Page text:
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  • 1.
    Abrego, Lisandro
    et al.
    International Monetary Fund, Washington DC, USA.
    Österholm, Pär
    National Institute of Economic Research, Stockholm, Sweden.
    External Linkages and Economic Growth in Colombia: Insights from a Bayesian VAR Model2010In: The World Economy, ISSN 0378-5920, E-ISSN 1467-9701, Vol. 33, no 12, p. 1788-1810Article in journal (Refereed)
    Abstract [en]

    This paper investigates the sensitivity of Colombian GDP growth to the surrounding macroeconomic environment. We estimate a Bayesian VAR model with informative steady-state priors for the Colombian economy using quarterly data from 1995 to 2007. A variance decomposition shows that world GDP growth and government spending are the most important factors, explaining roughly 17 and 16 per cent of the variance in Colombian GDP growth respectively. The model, which is shown to forecast well out-of-sample, can also be used to analyse alternative scenarios. Generating both endogenous and conditional forecasts, we show that the impact on Colombian GDP growth of a substantial downturn in world GDP growth would be non-negligible but that the decline still would be mild by historical standards.

  • 2.
    Antipin, Jan-Erik
    et al.
    Finnish Tax Administration.
    Boumediene, Farid Jimmy
    Confederation of Swedish Enterprise, Stockholm, Sweden.
    Österholm, Pär
    National Institute of Economic Research, Stockholm, Sweden.
    Forecasting Inflation Using Constant Gain Least Squares2014In: Australian Economic Papers, ISSN 0004-900X, E-ISSN 1467-8454, Vol. 53, no 1-2, p. 2-15Article in journal (Refereed)
    Abstract [en]

    This paper assesses the usefulness of constant gain least squares when forecasting inflation.An out-of-sample forecast exercise is conducted, in which univariate autoregressive models for inflation in Australia, Sweden, the United Kingdom and the United States are used. The results suggest that it is possible to improve the forecast accuracy by employing constant gain least squares instead of ordinary least squares. In particular, when using a gain of 0.05, constant gain least squares generally outperforms the corresponding autoregressive model estimated with ordinary least squares. In fact, at longer forecast horizons, the root mean square forecast error is reliably lowered for all four countries and for all lag lengths considered in the study.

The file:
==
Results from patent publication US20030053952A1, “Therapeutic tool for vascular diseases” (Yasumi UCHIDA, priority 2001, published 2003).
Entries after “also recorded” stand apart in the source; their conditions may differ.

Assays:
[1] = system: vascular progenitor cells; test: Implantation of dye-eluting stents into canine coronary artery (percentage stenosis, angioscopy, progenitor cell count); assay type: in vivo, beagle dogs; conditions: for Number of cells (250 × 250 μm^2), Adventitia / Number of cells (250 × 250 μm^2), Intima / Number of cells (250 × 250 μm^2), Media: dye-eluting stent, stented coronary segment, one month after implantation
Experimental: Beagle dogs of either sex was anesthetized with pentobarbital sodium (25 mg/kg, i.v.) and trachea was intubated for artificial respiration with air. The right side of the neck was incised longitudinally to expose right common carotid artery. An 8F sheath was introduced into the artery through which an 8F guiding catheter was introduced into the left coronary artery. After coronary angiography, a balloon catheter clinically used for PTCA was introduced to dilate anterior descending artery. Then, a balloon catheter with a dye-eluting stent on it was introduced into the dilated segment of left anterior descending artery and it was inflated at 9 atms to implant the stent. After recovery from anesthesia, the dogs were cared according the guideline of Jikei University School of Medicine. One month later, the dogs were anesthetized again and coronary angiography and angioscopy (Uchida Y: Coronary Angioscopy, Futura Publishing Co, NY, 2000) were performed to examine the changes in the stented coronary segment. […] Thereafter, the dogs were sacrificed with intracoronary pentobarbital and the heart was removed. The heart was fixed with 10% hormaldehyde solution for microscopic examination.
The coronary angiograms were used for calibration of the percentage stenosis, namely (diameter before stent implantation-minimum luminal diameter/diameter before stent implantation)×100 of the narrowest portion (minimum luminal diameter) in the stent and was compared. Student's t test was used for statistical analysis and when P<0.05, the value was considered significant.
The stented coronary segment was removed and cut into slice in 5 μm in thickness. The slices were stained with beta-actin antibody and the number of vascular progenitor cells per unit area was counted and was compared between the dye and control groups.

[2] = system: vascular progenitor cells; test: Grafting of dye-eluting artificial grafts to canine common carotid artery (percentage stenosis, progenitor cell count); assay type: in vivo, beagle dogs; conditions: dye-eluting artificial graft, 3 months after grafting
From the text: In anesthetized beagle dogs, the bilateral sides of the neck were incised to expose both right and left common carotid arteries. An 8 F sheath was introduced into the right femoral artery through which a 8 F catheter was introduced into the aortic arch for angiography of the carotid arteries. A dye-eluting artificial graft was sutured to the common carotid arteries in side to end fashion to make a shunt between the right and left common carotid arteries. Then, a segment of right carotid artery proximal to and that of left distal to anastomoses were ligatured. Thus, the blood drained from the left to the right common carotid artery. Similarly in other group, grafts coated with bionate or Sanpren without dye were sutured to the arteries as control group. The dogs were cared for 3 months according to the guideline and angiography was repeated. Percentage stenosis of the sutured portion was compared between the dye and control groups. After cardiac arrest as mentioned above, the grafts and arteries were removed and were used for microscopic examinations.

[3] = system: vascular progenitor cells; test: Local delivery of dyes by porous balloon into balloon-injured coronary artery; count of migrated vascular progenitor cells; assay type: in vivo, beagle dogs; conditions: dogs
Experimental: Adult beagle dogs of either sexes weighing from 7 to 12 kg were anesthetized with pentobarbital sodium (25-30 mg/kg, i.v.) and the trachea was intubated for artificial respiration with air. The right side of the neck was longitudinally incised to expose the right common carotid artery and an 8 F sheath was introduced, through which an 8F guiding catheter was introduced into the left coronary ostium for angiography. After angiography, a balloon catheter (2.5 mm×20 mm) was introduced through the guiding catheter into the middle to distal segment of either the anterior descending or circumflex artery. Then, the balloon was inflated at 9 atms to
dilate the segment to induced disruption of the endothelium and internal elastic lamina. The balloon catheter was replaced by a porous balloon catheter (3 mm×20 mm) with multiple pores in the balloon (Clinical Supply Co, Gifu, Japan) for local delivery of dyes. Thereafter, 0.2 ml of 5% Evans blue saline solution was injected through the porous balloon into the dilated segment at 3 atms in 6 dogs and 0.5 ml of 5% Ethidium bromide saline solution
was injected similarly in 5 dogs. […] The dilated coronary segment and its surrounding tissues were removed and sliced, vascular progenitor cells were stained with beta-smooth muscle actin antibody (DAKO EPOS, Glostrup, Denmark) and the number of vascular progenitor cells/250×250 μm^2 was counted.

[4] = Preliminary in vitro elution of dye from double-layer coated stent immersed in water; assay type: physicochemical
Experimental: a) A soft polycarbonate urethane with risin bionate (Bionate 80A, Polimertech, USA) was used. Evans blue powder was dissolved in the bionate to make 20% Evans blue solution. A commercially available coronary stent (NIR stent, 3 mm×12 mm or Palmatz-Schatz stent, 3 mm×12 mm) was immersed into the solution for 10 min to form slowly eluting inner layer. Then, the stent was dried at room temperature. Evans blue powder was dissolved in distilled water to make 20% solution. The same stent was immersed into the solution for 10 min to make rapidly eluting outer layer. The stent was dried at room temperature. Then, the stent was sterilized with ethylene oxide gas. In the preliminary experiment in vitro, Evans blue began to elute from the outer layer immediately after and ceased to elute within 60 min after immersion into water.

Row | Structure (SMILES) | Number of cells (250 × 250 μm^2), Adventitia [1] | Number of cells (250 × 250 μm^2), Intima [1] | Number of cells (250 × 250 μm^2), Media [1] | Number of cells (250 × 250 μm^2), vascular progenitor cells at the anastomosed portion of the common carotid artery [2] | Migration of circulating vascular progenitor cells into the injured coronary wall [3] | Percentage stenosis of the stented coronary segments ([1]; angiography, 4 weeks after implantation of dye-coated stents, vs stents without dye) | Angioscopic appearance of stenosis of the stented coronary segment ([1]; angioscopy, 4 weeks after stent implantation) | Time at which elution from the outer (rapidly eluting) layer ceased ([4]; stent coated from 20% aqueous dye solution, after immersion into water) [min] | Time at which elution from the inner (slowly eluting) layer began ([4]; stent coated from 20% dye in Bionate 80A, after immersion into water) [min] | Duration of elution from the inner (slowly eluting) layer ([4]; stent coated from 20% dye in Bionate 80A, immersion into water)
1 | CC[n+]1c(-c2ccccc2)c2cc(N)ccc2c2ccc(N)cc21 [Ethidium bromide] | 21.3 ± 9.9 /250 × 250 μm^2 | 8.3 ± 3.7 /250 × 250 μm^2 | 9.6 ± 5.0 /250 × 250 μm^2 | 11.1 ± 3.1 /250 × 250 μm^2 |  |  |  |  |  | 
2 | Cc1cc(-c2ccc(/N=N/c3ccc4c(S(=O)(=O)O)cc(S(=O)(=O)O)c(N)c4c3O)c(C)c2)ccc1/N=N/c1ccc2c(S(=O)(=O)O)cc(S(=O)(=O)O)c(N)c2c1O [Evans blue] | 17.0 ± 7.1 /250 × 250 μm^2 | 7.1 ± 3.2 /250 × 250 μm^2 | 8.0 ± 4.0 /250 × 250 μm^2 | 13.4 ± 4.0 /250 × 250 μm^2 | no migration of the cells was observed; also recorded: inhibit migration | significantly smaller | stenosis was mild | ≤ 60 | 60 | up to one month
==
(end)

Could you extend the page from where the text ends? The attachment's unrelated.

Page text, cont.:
• 3.
    Antipin, Jan-Erik
    et al.
    Finnish Tax Administration.
    Boumediene, Farid Jimmy
    Svenskt näringsliv, Stockholm, Sweden.
    Österholm, Pär
    National Institute of Economic Research, Stockholm, Sweden.
    On the Usefulness of Constant Gain Least Squares when Forecasting the Unemployment Rate2014In: Applied Economics Quarterly, ISSN 1611-6607, Vol. 60, no 4, p. 315-336Article in journal (Refereed)
    Abstract [en]

    In this paper, we assess the usefulness of constant gain least squares (CGLS) when forecasting the unemployment rate. Using quarterly data from 1970 to 2009, we conduct an out-of-sample forecast exercise in which univariate autoregressive models for the unemployment rate in Australia, Sweden, the United Kingdom and the United States are employed. Results show that CGLS very rarely outperforms OLS. At horizons of six to eight quarters, OLS is always associated with higher forecast precision, regardless of model size or gain employed for Australia, Sweden and the United States. Our findings suggest that while CGLS has been shown valuable when forecasting certain macroeconomic time series, it has shortcomings when forecasting the unemployment rate. One problematic feature is found to be an increased tendency for the autoregressive model to have explosive dynamics when estimated with CGLS.

  • 4.
    Apel, Mikael
    et al.
    Sveriges riksbank, Stockholm, Sweden.
    Österholm, Pär